Taking her shot

Sue Kim is one of 324 young professional golfers working towards the Top 20 at the  LPGA Futures Tour

Sue Kim is one of 324 young professional golfers working towards the Top 20 at the LPGA Futures Tour

Since she was seven years old Sue Kim has been on a golf course. After 13 years of playing, her love for the game has turned into a career.

She is currently competing in the Ladies Professional Golf Association Futures Tour, which will take her to 15 different golf courses for 15 different tournaments in pursuit of a full LPGA status.

The LPGA Futures Tour hosts approximately 324 promising female golfers, who are all competing to get to the final stage of the tournament. At this stage, the top 20 get full status cards in the LPGA and get to play in all 20 LPGA events, the next 20 get conditional status cards and get to participate in only a few of the events.

After a semester at the University of Denver, Kim decided that the university track was not for her and devoted her attention to becoming a professional golfer. At 20 years old, she spends nine or ten hours on the Redwoods Golf Course every day.

“It’s my second home,” she said. “I’m here (Redwoods) every day, except the days when I’m playing somewhere else.”

She’s easy to find there, too.

On a sunny day she will be out on the greens practising her game and on the rainy days she will be under the cover of the driving range working on her swing.

The employees there are like a second family and sponsor her by letting her practise every day and helping her work on her game. Her Redwoods coach, Brian Jung, has been working with her on her game since she returned from qualifying school after last year’s LPGA Futures tour.

“He’s really helped me a lot,” said Kim.

The Walnut Grove resident has been playing at Redwoods for years, and remembers her eagerness to be out on the course, just  playing the game.

The best memories she has of the game are being around friends on the golf course, where she could combine her favourite sport with her social life and a little bit of competition.

In 2005 and 2007, Kim was the B.C. Junior Girls Champion. In 2007, she also made history as the first amateur to win the Canadian National Canadian Women’s tour event. From 2007 to 2009 she received the Canada Score Award as Player of the Year. She also received the Player of the Year award from B.C. Sports in 2009.

Because Kim left school to pursue her career so young, she is also the youngest of her competitors. Most of them are about 25 or 30.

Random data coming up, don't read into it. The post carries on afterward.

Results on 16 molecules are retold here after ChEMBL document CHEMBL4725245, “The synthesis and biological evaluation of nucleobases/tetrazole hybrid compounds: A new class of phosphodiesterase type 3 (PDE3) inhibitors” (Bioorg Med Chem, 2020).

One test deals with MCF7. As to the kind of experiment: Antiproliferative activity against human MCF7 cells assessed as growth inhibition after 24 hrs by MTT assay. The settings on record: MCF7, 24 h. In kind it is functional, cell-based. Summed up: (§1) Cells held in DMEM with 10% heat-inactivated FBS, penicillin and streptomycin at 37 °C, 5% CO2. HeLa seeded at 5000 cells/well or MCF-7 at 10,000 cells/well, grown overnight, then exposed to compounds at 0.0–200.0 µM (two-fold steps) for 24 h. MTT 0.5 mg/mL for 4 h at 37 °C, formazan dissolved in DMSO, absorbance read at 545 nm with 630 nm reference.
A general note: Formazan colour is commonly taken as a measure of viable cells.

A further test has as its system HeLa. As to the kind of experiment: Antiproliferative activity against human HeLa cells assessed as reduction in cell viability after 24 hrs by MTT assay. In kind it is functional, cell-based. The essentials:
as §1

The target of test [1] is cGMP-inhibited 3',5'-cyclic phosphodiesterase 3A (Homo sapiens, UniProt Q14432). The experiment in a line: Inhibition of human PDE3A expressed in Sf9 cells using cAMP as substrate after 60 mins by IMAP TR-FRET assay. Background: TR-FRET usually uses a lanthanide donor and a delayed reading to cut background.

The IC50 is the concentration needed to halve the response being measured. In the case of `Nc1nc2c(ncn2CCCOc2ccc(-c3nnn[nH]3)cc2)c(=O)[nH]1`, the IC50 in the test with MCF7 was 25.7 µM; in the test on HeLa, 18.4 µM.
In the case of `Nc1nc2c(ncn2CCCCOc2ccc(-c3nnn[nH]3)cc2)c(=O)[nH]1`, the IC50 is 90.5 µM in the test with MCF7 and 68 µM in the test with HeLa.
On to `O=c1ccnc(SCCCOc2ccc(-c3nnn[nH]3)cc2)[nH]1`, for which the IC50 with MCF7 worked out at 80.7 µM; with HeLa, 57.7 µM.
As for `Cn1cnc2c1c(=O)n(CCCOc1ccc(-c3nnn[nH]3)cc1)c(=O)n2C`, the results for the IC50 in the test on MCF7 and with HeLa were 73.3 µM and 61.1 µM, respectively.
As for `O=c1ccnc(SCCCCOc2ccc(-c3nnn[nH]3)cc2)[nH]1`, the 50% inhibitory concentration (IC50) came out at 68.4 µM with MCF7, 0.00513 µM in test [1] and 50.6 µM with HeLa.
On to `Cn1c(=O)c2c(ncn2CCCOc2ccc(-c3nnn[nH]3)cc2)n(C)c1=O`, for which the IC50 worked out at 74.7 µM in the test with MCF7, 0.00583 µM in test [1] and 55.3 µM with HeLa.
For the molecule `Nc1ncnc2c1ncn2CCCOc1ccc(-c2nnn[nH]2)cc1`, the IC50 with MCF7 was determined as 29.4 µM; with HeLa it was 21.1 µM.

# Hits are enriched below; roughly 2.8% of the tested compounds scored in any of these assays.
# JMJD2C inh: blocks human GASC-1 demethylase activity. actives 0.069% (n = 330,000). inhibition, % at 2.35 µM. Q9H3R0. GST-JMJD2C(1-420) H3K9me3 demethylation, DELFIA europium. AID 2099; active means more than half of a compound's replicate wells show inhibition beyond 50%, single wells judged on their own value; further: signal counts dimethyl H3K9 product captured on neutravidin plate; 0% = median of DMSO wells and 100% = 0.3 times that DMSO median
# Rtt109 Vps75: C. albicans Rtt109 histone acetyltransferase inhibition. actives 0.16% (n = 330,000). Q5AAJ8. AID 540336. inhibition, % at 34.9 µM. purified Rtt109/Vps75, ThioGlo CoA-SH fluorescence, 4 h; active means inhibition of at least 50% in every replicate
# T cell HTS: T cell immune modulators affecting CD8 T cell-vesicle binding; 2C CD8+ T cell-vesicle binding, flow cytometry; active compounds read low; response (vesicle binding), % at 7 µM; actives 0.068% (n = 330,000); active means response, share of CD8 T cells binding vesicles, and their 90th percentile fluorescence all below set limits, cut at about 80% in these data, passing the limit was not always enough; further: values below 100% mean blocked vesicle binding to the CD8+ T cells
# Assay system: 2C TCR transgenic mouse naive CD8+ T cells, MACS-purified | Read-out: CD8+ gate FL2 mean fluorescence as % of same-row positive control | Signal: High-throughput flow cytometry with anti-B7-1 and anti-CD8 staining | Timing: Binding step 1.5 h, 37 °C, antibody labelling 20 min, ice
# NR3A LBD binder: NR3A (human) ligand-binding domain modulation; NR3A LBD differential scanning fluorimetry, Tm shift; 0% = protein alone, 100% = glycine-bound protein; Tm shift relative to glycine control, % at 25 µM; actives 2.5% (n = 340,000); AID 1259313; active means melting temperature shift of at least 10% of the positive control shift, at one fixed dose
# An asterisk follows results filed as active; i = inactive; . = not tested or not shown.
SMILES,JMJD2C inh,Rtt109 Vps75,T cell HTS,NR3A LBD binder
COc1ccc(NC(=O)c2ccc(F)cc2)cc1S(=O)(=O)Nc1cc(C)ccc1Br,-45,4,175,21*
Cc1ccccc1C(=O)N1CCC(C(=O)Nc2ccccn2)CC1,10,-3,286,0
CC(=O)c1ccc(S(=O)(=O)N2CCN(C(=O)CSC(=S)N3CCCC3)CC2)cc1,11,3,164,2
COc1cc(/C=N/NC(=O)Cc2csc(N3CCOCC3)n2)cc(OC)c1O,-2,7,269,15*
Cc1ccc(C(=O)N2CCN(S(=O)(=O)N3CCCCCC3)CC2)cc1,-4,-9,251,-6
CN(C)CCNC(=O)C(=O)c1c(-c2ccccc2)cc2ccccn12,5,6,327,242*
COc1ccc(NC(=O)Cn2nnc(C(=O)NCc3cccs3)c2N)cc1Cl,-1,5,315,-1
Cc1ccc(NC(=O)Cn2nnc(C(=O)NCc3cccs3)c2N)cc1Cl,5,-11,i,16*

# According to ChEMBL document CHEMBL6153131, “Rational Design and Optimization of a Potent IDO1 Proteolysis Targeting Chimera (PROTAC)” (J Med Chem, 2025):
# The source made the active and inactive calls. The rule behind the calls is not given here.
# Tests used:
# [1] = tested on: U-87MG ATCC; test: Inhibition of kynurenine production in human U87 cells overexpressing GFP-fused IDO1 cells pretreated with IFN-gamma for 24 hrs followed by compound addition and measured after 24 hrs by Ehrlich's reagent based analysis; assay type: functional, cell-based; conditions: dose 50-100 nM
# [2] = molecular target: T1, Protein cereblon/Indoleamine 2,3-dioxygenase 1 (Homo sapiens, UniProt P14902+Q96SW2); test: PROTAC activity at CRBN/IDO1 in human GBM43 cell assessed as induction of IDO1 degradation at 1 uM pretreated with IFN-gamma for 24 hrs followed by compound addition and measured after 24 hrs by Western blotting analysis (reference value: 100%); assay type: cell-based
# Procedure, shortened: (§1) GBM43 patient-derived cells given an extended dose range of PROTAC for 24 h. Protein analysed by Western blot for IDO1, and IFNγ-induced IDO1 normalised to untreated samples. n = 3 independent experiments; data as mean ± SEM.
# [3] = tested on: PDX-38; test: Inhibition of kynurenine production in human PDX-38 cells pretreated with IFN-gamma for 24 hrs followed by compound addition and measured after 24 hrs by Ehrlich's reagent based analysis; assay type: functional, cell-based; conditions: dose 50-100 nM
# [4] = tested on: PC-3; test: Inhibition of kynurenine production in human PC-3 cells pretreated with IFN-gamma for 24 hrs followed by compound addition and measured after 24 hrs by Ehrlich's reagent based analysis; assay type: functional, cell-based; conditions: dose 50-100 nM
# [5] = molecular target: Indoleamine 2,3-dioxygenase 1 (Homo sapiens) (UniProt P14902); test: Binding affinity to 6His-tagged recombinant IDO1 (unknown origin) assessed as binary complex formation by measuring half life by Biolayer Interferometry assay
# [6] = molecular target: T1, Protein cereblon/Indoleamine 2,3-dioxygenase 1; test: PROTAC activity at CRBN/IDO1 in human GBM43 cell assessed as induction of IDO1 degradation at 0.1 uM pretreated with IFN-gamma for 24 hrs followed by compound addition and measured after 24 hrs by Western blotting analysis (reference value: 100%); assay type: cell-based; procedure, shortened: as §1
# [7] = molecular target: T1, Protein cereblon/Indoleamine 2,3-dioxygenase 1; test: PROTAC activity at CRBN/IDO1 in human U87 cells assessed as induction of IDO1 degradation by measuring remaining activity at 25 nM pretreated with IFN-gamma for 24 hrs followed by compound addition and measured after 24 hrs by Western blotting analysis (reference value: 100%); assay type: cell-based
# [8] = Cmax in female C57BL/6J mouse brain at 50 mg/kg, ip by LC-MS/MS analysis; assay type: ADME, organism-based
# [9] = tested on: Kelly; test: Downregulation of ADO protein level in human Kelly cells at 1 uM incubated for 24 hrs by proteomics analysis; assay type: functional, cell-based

This doesn’t stop Kim.

Now that she has turned pro, the level of competition has changed and she is always able to reach for more and challenge herself.

“Learning, always learning,” she said “I’m learning new things everyday.”

The difference in the courses can sometimes be a challenge, but Kim sees it as an opportunity to improve her game, saying that each new course is another opportunity to learn.

At her recent Future Tours event in San Antonio, Texas, Kim had rounds of 78 and 80, but the terrain was rough, causing her to miss the 36-hole cut.

The best part of the game for Kim is playing the short game, on the greens. Once she gets to the green, she enjoys the skill involved with trying to sink the ball.

“The short game is really challenging . . . you have to challenge yourself to stay calm throughout the whole five-hour round.”

Steph Sherlock, LPGA player and Kim’s former teammate, helps by offering her tips on keeping calm and how to prepare before a game. The two began their professional careers at the same time.

Now that she is no longer a team golfer and is on the road with the LPGA futures tour, she says it is different from being an amateur and playing on a team. Instead of having two days to prepare as a team she can arrive to a city four days early to prepare for the competition and relax her mind.

She can go at her own pace and get in a few rounds on the course to get comfortable with it.

Travelling has always been enjoyable for Kim, who says she enjoys meeting new people and seeing all the different golf courses that she has been able to play on.

Her next event will take her to Squamish on May 17 and 18 at the Squamish Valley Golf Club for the CN Women’s Tour 2011. Being so close to home, Kim is hoping for a win.

“Hopefully, I can relax and have fun and the results will come with it.”

The LPGA Futures Tour ends September 11, 2011.